BOSTON (July 9, 2014) -- A retrospective study conducted by researchers at Tufts University School of Dental Medicine and colleagues reports that among adults with intellectual and developmental disabilities, the likelihood of having cavities decreased as the number of years receiving dental care increased. The findings, published in the July/August issue of Special Care in Dentistry, may help improve interventions designed to address the oral health of individuals in this population.
The researchers reviewed the dental records of 107 patients at one of the eight clinics of the Tufts Dental Facilities Serving Persons with Special Needs (TDF) to determine how selected oral health outcomes changed over a treatment period of approximately 10 years. Established in 1976, TDF is a network of Tufts dental clinics that provides comprehensive oral health care to individuals with disabilities across Massachusetts. Recognized by the Association of State & Territorial Dental Directors as a national model, the Tufts program serves approximately 7,000 patients at eight clinics throughout the state.
"There are only limited data about the results of dental treatment for individuals with intellectual and developmental disabilities in the United States. The goal of this study was to help fill the gap in knowledge that is necessary to develop prevention and treatment protocols for adults with special needs," said statistician and first author Matthew Finkelman, Ph.D., associate professor at Tufts University School of Dental Medicine (TUSDM).
Finkelman and colleagues reviewed dental records to determine the presence of cavities, gum disease, dental pain, infection, cooperation level during dental exams, and dental hygiene for each individual at three times: the initial visit, midpoint visit, and most recent visit to the Tufts dental facility. The average duration of time in treatment was 12 years.
Overall, there was a statistically significant trend for cavity rates to decline over the course of treatment. At the first visit, the rate of cavities was greater than 60 percent; at subsequent time periods (less than 3 years, 3 to 10 years, greater than 10 years), it was lower than 45 percent.
This benefit did not extend to risk of gum disease. Overall, there was a statistically significant trend for gum disease to increase over time in treatment. The researchers note that this increase is consistent with the progression of the disease in an aging adult population.
"Based on these results, patients had a significant decrease in cavities. Dental pain, infection, cooperation level, and hygiene also tended to improve over time; however, results for these outcomes were not statistically significant," said Finkelman.
"Our findings suggest that even among patients who receive routine dental care, significant oral health problems remain. The challenge now is to determine how we can find effective solutions to these problems," said senior author John Morgan, D.D.S., associate professor in the department of public health and community service at TUSDM.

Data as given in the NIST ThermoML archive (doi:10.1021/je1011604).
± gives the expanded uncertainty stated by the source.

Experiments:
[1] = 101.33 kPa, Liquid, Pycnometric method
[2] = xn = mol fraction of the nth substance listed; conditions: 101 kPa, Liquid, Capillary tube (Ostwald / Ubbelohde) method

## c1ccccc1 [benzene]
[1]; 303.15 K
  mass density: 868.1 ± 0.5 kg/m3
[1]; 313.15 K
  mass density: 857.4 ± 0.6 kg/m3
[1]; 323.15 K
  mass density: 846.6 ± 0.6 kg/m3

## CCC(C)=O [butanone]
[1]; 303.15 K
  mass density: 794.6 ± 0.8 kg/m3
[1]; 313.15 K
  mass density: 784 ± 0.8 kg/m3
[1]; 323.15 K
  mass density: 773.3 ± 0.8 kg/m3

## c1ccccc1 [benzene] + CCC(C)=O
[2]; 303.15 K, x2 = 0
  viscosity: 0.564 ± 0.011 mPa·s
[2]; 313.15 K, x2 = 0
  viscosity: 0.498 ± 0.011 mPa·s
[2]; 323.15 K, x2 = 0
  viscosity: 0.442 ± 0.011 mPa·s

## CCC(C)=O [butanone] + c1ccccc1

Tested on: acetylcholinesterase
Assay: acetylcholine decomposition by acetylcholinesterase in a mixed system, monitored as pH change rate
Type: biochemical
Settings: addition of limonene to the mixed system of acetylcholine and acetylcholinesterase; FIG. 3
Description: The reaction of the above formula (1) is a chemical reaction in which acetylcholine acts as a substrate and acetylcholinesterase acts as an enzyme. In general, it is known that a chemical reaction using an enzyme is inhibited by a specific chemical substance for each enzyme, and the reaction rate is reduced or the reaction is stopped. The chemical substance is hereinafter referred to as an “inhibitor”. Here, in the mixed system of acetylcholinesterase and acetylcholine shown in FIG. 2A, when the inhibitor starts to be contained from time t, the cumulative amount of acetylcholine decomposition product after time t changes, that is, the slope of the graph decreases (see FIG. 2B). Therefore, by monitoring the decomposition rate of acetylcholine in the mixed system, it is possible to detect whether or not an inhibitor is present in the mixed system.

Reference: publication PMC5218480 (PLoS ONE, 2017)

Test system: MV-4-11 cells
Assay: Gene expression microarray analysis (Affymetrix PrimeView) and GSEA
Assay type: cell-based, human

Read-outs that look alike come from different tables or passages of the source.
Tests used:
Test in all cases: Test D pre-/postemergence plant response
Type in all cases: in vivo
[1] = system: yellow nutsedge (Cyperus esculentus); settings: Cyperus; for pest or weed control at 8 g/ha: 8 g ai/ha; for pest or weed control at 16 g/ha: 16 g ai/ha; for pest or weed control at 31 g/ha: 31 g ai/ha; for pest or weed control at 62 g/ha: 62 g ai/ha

A 2012 landmark study conducted by Morgan with colleagues at Tufts' School of Dental Medicine and in public health at Tufts University School of Medicine determined that access to care alone is not effective in preventing oral health disease among adults with intellectual and developmental disabilities.
The Tufts Dental Facilities Serving Persons with Special Needs provides patients with dental care including examinations, dental cleanings, restorative dentistry, periodontal care, endodontic care, prosthetic dentistry, and tooth extraction. It also provides support for patients who require advanced behavioral or anxiety techniques such as sedation or general anesthesia for treatment.
The program operates eight clinics across the state of Massachusetts, located in Baldwinville, Canton, Hathorne, Groton, Taunton, West Springfield, Worcester, and Wrentham, seven of which are made possible by a contractual partnership between TUSDM and the state's Department of Developmental Services and Department of Public Health. Tufts University School of Dental Medicine's general practice residency program includes training in the oral health care of special needs patients and provides post-graduate students with clinical experience treating individuals with disabilities in the TDF clinics under the guidance and supervision of experienced faculty members trained in special care dentistry.
Additional authors of the study are Paul C. Stark, Sc.D., M.S., professor in the department of public health and community service and director of Advanced and Graduate Education at Tufts University School of Dental Medicine; and Wen Tao, M.A., M.M., formerly at Tufts University School of Dental Medicine.
No external funding supported this research.
Finkelman, M.D., Stark, P.C., Tao, W. and Morgan, J.P. (July/August 2014), "Relationship between duration of treatment and oral health in adults with intellectual and developmental disabilities." Special Care in Dentistry, 34:171-175. doi: 10.1111/scd.12049.
About Tufts University School of Dental Medicine
Founded in 1868, Tufts University School of Dental Medicine (TUSDM) is committed to leadership in education, patient care, research, and community service. Students obtain an interdisciplinary education, integrated with medicine, with access to training in dental specialties. Clinics managed at TUSDM provide quality comprehensive care to more than 18,000 diverse individuals annually, including those with special needs. Nationally and internationally, the School promotes health and educational programs and researches new procedures, materials and technologies to improve oral health.
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